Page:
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Serving the GW Community since 1904

The GW Hatchet

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Wine bar on 2200 Penn opens doors
By Ella Mitchell, Contributing News Editor • June 14, 2024

Ask Annie: What should I do about a summer fling?

Facing a problem yourself? Annie has answers. Ask away!

Dear Annie,

I moved somewhere new for the summer for a job, and hit it off romantically with someone at work. But since we’re both only gonna be in the same place for like two months, I’m not sure how I should handle all the feelings and decisions involved.

Summer Lovin’

Dear Summer Lovin’,

If this person is the “one that you want,” pursue them with low expectations and an open mind. If you can keep the heat up all season, maybe — just maybeyour romance won’t be limited to summer nights.

The key to a summer fling is balancing your hopeless devotion to your beau and dodging dating to not risk hurt feelings. Develop low, day-to-day expectations for your summer romance. Don’t expect more from the person than a good time and a few kisses. 

Focus on planning casual activities instead of grand gestures. For example, if you would plan a date to a formal restaurant back home, keep it simple and get milkshakes at a local dive. Behaving more casually toward your seasonal suitor may help you keep the lighthearted nature of your summer fling in context.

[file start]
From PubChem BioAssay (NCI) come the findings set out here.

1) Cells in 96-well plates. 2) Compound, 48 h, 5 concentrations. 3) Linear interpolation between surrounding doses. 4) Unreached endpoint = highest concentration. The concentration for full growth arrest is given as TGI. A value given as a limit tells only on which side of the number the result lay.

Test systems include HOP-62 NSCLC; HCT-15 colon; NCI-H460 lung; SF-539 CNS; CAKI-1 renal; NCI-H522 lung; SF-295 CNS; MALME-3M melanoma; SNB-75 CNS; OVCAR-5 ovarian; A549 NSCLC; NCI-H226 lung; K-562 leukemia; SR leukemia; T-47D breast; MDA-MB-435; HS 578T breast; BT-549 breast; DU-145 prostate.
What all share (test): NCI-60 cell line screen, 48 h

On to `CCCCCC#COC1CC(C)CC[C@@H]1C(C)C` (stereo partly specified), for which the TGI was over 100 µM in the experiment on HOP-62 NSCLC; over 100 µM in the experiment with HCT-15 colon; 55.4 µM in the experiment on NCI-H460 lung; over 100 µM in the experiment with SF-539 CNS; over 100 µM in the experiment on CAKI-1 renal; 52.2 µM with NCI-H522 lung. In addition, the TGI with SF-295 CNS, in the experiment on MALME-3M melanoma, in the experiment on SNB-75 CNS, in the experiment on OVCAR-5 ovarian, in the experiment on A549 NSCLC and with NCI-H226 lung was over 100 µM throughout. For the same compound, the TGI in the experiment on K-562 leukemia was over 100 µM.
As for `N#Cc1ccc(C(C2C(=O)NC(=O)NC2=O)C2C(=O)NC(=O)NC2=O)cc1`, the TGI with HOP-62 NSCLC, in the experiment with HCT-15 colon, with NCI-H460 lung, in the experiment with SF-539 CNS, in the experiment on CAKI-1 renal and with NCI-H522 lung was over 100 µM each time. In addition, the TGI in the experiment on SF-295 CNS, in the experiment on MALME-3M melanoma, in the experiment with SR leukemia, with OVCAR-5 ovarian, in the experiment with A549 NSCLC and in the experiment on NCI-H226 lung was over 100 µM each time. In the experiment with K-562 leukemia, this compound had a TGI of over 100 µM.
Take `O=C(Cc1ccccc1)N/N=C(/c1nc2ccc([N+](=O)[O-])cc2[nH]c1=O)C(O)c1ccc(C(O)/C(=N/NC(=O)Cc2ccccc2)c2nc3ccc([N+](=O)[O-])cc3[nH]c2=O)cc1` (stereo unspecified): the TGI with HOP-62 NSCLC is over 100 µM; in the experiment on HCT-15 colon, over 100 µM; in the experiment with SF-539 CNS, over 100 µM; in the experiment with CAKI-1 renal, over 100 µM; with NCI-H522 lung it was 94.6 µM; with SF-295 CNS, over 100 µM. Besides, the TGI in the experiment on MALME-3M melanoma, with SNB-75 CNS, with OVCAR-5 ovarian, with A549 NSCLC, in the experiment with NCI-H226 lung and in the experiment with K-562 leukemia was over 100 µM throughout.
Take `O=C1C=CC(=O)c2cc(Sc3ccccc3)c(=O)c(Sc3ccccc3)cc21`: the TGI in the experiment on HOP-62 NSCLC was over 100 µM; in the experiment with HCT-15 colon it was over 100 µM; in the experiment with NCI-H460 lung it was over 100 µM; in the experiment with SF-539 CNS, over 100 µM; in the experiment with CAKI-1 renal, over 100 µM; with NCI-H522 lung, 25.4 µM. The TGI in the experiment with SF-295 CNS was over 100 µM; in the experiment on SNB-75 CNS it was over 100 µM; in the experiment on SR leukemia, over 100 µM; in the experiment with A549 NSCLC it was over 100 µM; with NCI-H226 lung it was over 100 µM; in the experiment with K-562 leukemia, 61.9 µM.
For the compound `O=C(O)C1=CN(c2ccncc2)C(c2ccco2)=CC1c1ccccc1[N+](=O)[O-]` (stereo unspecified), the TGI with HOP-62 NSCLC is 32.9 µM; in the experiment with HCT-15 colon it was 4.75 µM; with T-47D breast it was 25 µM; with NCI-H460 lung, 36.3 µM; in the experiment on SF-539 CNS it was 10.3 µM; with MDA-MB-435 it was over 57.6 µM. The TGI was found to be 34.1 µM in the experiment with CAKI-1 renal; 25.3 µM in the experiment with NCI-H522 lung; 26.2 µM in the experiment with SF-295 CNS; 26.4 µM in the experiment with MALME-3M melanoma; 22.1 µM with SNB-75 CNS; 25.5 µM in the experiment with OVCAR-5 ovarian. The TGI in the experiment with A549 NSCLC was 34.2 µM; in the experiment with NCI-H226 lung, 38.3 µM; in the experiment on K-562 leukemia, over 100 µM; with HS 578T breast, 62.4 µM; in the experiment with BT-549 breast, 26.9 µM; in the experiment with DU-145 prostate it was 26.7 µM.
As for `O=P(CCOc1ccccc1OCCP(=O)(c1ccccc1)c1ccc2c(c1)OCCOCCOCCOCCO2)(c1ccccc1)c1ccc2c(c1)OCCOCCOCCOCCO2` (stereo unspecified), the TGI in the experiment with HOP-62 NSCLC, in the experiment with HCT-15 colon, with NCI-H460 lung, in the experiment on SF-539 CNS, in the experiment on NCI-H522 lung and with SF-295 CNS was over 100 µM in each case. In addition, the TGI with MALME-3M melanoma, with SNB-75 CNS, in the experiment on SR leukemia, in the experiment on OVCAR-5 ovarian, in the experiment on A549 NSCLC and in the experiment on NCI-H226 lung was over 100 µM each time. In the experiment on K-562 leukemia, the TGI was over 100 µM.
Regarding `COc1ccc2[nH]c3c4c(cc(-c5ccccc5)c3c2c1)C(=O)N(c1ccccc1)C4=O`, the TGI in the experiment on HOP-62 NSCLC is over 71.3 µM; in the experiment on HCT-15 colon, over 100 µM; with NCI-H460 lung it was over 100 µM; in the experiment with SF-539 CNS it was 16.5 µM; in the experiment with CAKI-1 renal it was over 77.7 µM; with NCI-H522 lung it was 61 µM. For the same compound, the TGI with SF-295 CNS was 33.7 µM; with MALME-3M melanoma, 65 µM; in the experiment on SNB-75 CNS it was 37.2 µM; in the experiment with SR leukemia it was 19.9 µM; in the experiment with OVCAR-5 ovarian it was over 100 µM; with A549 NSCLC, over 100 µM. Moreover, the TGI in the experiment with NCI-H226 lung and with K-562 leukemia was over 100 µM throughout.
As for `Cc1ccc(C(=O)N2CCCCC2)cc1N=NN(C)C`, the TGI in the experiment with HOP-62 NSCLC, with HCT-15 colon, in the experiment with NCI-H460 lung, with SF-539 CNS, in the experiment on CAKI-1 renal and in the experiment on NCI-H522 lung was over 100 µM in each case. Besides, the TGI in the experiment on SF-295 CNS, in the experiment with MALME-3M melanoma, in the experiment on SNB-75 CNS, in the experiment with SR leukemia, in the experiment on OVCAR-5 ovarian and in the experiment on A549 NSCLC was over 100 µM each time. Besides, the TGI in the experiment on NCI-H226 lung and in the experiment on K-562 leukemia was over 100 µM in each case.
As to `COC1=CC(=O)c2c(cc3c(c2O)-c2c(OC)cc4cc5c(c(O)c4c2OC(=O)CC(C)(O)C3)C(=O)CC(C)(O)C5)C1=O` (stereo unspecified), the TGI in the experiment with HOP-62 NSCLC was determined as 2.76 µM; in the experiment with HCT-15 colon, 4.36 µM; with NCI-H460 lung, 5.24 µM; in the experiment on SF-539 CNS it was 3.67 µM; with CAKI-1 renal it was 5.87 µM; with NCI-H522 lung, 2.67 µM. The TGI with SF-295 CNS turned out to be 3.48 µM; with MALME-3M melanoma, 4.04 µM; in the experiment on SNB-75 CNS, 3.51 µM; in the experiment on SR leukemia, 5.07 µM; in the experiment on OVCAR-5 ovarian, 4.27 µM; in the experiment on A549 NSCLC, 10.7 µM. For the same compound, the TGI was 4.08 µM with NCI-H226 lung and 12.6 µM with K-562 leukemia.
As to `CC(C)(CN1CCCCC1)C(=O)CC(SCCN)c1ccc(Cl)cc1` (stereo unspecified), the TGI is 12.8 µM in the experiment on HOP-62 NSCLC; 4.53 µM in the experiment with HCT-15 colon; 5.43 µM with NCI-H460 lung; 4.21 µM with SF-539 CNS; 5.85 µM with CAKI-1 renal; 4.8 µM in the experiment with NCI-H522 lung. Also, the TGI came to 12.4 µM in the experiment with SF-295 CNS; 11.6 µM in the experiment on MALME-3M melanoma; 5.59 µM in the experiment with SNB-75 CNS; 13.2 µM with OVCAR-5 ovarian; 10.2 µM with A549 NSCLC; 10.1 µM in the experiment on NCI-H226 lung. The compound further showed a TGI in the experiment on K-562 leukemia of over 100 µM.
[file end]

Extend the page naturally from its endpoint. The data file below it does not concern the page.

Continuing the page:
Maintain an open mind regarding the future of your relationship. Even if your romance fizzles out in the fall, the interests bringing you together for the summer might lead you to cross paths in the future. If you have a connection now, who is to say what will happen when you’re older? 

The fairytale of a summer romance is that your easy, breezy fling might develop into a lasting commitment by the time Labor Day arrives. People meet in situations that take them away from ordinary life, like a summer adventure or travel experience, and continue their romance into their real lives. Even Sandy and Danny in “Grease” transitioned their seaside tryst into their everyday high school lives. 

Hand jiving forever isn’t a given in any relationship. Being college-aged, there are always jobs, internships and graduate programs could take us away from the person we’re dating — whether you met in a designated short-term program or a regular college semester. Don’t say no to a connection just because you aren’t sure how long it will last.

Ask yourself what is the worst thing that could happen if you pursue this summer fling. You get hurt by a person you never have to see again? There are worse things you could do: it’s not like you are confessing your undying love to your roommate…

A summer fling should be a blast, focused on soaking up the sun and whiling away the long evenings together. There’s a reason countless movies and books tell stories revolving around summer romances — “The Summer I Turned Pretty” series, every Emily Henry book and, of course, ”Grease.” They’re highly coveted rites of passage for young adulthood. People tend to look back at them fondly and wistfully, even if it means heartache for a few months in the fall.

Hopefully devoted to your romance,


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